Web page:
The 5 Most Important Leadership Books of 2015

by Jesse Lahey on December 29, 2015

Jump-start your new year with the past year’s best thinking

Stack of open books on the desk in the library
So many books, so little time. If you’re like me, the number of appealing books published every year is overwhelming. These are the five books from this past year that I believe are the most important for leaders — with ideas and principles that will help take your team to the next level in 2016.



Primed to Perform

Subtitle: How to Build the Highest Performing Cultures Through the Science of Total Motivation

Authors: Lindsay McGregor and Neel Doshi [interview scheduled 1/15/16]

Big Idea: Why people work determines how well they work. It’s a damaging myth that indirect motivators like pay, incentives, and perks will positively shape organizational culture. Instead, successful organizations inspire the three most powerful motives for work — play (enjoying the work itself), purpose (valuing its impact on others), and potential (believing it moves you toward your personal goals).

Why It Matters: Leaders now have a holistic model for measuring and shaping culture — a framework, language, and metric that has been statistically proven to predict and drive long-term business success.



Getting Things Done (GTD) — 2015 Edition

Subtitle: The Art of Stress-Free Productivity

Author: David Allen [see interview]

Big Idea: The brain is for having ideas, not for holding onto ideas. For greater focus and creativity, you and your team need to get stuff out of your heads, into a reliable system.

Why It Matters: GTD is a flexible system for organizing time, information, and projects in a way that allows you and your team to continually adapt based on the needs and priorities of the given moment. That’s crucial in today’s rapidly changing business environment.



Return on Character

Subtitle: The Real Reason Leaders and Their Companies Win

Author: Fred Kiel [see interview]

Big Idea: Virtue is its own reward, but that’s not all. Practicing integrity, compassion, forgiveness, and responsibility is also smart business.

Why It Matters: Leaders with a reputation for moral character consistently deliver nearly five times greater profits, plus 26% higher employee engagement and reduced risk.




Subtitle: The New Management System for a Rapidly Changing World

Author: Brian Robertson [see interview]

Big Idea: Companies and nonprofits need a new “operating system” to continuously evolve and delegate authority to the optimal levels of the organization, engaging the entire workforce as decision-makers.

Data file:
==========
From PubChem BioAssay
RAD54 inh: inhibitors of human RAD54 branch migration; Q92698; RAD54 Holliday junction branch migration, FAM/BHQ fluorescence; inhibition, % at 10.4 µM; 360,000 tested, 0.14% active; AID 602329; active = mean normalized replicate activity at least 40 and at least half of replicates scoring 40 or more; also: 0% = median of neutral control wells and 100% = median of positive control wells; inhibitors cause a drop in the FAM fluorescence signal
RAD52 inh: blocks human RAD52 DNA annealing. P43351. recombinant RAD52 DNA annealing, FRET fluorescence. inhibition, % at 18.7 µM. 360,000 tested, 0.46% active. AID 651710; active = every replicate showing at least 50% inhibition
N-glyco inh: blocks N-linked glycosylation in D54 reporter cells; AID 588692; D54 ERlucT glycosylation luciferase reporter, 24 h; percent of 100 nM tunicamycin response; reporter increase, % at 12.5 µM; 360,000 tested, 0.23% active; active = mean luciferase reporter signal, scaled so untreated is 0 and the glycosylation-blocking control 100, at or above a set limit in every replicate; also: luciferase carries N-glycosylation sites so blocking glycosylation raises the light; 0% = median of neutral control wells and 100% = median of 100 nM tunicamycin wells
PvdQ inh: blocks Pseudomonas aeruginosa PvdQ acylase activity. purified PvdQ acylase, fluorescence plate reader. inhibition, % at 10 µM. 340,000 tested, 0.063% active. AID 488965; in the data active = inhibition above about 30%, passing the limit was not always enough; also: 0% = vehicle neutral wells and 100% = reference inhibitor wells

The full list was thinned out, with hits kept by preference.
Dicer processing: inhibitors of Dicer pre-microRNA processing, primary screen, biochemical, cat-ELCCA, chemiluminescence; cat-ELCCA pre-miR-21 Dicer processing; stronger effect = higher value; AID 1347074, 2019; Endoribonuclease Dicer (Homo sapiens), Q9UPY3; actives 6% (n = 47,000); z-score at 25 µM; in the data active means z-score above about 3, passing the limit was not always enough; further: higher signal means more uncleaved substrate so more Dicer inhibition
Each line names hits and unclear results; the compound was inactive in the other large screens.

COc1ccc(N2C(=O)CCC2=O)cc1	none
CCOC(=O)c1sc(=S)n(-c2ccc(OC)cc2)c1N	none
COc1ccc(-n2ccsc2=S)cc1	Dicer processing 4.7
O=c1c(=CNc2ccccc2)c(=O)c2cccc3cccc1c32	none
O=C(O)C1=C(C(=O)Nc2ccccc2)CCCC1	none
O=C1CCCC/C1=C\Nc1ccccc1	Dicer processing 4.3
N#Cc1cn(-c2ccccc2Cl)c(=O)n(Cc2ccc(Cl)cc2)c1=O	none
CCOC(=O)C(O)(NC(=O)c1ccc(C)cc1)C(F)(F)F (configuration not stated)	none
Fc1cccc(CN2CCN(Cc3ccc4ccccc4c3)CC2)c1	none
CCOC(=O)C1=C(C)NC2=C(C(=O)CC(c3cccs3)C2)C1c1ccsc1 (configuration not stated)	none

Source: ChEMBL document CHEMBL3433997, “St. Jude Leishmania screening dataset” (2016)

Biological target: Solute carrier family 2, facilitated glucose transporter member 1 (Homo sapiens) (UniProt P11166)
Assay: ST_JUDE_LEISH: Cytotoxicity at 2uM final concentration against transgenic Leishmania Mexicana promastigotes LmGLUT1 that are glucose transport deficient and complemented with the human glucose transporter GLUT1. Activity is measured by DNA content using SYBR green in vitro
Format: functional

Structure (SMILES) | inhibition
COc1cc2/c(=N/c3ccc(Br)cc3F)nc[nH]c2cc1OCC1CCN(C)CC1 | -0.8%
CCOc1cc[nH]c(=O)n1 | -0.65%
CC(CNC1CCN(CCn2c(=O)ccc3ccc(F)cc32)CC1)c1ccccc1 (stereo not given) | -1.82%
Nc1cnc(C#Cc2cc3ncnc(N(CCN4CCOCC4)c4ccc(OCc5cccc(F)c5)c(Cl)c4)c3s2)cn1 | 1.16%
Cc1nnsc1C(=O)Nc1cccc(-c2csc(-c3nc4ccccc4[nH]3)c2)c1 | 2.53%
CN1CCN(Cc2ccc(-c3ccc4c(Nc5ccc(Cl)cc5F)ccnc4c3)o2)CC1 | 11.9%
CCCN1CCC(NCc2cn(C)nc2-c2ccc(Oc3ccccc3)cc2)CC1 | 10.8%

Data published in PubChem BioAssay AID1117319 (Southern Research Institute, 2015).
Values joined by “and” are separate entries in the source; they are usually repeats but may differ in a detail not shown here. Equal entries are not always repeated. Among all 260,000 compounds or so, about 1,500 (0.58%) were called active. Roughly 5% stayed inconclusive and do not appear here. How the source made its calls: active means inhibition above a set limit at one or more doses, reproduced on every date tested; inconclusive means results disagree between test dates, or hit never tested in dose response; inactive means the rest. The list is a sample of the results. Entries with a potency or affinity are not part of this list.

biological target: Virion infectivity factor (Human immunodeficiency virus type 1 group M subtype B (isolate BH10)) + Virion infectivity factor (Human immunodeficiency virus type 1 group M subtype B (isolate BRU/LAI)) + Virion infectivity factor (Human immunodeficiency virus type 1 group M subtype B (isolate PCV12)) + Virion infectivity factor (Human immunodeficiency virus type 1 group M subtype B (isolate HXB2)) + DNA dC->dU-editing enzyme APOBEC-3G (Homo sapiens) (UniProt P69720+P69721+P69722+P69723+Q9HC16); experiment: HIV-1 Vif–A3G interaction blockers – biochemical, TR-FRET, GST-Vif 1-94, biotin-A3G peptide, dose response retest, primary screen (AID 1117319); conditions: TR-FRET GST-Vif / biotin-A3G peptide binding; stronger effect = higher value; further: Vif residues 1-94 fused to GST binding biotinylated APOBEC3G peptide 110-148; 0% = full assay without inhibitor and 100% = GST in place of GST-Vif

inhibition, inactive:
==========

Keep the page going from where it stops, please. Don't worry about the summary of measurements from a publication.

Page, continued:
Why It Matters: Today’s business environment is so complex, and changes so rapidly, that organizations can no longer rely only on formal leaders to acquire information, predict the future, and cascade decisions to the rest of the organization.



Are You Fully Charged?

Subtitle: The 3 Keys to Energizing Your Work and Life

Author: Tom Rath [see interview]

Big Idea: For long-term health and success, energy is a more effective personal goal than metrics such as weight or achievement. Choose work, activities, and foods that give you a high level of energy throughout each day.

Why It Matters: When you and your team are fully energized, you are sharper, more creative, and more productive — and you’re more enjoyable to be around.


Jesse Lahey, SPHR, is the host of the podcasts Engaging Leader and Workforce Health Engagement, and he is CEO (chief engagement officer) of Aspendale Communications. Connect with him on Twitter, Facebook, or LinkedIn. If you know anyone who would benefit from this information, please share it!


  • Nicely done. Thank you. I’ve read (listened to, actually) Holacracy earlier this year. It is as advertised.

    • Jim, thanks for your comment. I actually listed to Holacracy on Audible as well; though I eventually decided to get the Kindle version too for ongoing reference. This seemed like one time when the author’s own narration really added to the experience — Brian’s personable voice made the stories and humor come alive more.

      • Agreed. I’m looking forward to “reading” it again.

  • Deborah Starling

    Thanks for sharing this list. I think 2015 was a really good year for business and leadership books! I have added a few of these to my TBR pile :) The book I found most helpful (and inspirational) was “Leading For Results” by leadership development expert and author Joan Bragar ( I liked it because it has 5 practices that can be used professionally and in your personal life. It’s a book that makes you feel like you’re a part of a workshop or your very own leadership course. At the end of each chapter there are exercises for you to perform and apply to your own leadership scenario. I also liked the book because it’s for people who want to make a difference in the world; not just get rich and step all over the little guy. I think it’s a must read for sure. Thanks again and happy 2016!

    • Deborah, thank you — I’ll check out “Leading For Results.”

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